Pausing to get comfortable with my own discomfort brought me clear into the moment. Yes, all my senses were alive standing at full attention. There was music literally pulsing through my entire body. The band just started playing their new title “Still Breathing” and I felt as though it was the first time I had really heard the lyrics. I was doing just that I was still breathing through the wreckage of my own fears, I was standing their still breathing and it was a small miracle. Tears stung my eyes as the lyrics carried on. Without pause the music moved into the song “Minority” upending any sense of control I had been holding onto. With snot and tears joining the sweat pouring out of me,  my mind  saw it all in a flash. The four year old him in his one piece blue pajamas with a badminton jacket in his hands singing this very song everywhere he went. My brother arriving with a bass in hand on his fifth birthday because being Mike Dirnt was the most important thing for my son that year. The bands that were formed over and over again to showcase his talents. His first attempts at making music on his own. His now skill at listening to and recreating all the songs the band put out. Each moment that had lead up until now to make this a possibility. I knew then, that it will always be the depths of my gratitude at being his mother that will carry me through the places that threaten to break me.



The art of feeding

When I was growing up my mom would get up early every morning to make my dad his breakfast and his lunch for the day. She would also make our lunches and dinner for everyone. She took on the roll of being the feeder of us all. This is how I learned it was my “job” to feed my family. It was what good moms and wives did to ensure the health of their family. So this is how I started out with my own family. But overtime I needed to step back and take a look at a few things to make sure I was feeding the people in front of me and not the stories running behind the scenes.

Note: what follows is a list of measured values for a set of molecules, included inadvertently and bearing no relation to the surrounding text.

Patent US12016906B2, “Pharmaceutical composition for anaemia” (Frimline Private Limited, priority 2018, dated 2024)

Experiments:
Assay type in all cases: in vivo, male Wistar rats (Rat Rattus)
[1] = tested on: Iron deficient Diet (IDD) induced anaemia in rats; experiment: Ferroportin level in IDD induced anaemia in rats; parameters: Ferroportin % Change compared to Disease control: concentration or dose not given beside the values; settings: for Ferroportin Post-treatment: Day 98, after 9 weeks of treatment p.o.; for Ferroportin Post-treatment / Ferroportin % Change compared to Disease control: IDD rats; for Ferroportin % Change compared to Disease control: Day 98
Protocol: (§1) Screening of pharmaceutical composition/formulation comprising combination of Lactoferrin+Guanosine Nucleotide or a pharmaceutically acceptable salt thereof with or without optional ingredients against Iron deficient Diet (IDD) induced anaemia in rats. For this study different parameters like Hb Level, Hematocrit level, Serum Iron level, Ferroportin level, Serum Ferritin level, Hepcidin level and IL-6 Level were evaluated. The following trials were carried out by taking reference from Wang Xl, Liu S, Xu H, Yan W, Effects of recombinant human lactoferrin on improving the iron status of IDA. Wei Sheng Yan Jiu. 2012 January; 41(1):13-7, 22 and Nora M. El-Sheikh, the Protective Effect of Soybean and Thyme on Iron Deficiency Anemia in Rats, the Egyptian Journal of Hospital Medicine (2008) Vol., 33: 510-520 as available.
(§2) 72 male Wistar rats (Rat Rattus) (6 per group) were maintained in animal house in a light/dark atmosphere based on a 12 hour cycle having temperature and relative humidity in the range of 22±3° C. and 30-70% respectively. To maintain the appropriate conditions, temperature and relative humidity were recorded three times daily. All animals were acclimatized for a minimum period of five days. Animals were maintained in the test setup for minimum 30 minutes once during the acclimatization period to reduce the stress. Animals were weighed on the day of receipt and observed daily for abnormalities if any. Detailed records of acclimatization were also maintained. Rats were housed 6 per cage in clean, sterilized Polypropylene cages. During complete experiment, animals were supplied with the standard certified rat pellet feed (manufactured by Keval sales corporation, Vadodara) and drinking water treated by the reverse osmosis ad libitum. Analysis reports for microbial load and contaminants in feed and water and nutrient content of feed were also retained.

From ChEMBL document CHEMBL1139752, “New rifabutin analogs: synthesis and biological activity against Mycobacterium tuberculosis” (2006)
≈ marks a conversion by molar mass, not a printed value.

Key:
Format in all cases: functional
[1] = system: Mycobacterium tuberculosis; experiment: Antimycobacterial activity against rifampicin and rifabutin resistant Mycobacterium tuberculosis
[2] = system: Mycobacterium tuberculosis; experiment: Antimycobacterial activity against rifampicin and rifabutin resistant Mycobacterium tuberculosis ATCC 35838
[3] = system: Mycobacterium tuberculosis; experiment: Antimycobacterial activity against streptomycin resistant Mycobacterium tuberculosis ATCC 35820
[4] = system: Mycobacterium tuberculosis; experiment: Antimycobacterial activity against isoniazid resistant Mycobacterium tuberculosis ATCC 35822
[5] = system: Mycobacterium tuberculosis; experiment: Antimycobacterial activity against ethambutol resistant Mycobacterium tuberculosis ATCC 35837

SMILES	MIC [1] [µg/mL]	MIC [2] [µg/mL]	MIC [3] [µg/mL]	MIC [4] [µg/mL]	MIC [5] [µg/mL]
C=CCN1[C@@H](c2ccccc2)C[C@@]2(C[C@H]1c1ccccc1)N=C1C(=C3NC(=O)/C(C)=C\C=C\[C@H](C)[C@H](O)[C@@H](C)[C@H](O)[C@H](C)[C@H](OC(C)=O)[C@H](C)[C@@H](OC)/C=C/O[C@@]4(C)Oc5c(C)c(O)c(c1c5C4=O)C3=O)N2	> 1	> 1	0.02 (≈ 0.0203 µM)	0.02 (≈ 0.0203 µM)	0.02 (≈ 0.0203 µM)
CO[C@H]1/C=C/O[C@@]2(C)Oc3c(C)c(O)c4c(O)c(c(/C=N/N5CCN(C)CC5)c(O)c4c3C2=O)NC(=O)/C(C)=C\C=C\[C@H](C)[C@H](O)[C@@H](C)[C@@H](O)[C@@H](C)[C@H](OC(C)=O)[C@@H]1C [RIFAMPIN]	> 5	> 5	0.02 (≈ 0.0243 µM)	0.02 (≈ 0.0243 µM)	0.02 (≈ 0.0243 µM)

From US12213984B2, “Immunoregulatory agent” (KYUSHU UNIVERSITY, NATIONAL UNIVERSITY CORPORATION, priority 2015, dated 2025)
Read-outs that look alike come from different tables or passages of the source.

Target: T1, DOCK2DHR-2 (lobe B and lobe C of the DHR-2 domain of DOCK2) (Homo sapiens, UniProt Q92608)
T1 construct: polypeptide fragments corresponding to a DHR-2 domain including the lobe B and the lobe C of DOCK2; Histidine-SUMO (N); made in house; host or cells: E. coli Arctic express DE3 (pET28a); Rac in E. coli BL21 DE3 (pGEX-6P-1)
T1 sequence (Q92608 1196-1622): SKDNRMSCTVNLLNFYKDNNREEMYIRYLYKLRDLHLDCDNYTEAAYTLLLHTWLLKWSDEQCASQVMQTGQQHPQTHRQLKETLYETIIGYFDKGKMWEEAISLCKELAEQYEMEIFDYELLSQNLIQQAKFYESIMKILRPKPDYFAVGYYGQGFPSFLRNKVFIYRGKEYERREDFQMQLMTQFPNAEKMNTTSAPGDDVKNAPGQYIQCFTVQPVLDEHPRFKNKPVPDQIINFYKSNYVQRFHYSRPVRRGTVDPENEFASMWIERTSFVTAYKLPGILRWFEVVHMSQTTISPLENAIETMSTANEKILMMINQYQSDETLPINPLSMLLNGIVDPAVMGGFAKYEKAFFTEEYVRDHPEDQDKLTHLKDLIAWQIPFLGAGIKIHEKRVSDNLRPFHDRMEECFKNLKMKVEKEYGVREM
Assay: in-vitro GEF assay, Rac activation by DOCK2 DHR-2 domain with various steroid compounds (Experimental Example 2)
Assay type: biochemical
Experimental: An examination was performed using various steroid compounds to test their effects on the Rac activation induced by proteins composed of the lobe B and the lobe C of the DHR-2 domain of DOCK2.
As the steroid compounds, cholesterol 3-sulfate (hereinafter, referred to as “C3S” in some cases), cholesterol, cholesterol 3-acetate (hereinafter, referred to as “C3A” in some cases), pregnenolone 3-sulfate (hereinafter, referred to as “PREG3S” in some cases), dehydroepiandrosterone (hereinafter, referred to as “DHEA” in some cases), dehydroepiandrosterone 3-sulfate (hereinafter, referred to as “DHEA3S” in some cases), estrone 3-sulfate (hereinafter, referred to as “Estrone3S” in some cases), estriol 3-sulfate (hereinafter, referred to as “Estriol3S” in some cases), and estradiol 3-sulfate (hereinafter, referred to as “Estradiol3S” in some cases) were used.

I did not get up to make my husband breakfast because I was feeding babies all night long and if they were sleeping I was sleeping. Plus this was not an expectation he had come into our marriage having of me, it was a arbitrary rule I had placed upon myself.

When my husband worked outside of the home, I did make his lunch for him on a pretty regular basis. Then I would have fights with him when he didn’t eat it. “What do you mean you went out for lunch? I took time out of my day to make this for you and you didn’t even eat it.” We had that fight many many times before I caught up and realized he didn’t expect me to make his lunch. He was fully capable of feeding himself. So I stopped making his lunch in the name of peace and a viable marriage.

My husband is great at many things. Cooking is not one of them. He has tried a number of times to prepare meals for the family. The tirade of frustration,cursing and declaration that dinner was inedible, stopped us from trying to strike the sort of balance where we take turns with that job. Because the truth is, most of the time, I love to cook for my family.  I didn’t always know this about myself because I had been stuck under a rock of obligation for while.

I was at a conference once and I believe the speaker was Sandra Dodd. There was a mom in the audience who was adamant that she had things she had to do that meant her child had to be otherwise entertained so she the mom could be left to do what had to be done.  “I have to make dinner,” she said. Sandra turned to her and said “No you don’t. Order a pizza or put a frozen one in the oven.” That was a cold hard truth there that lead me to uncover my own feelings of obligation and shine a new light on my role of feeder of the family. To see if it was true I had to or if there was room for a shift to find a place of want to in all of that.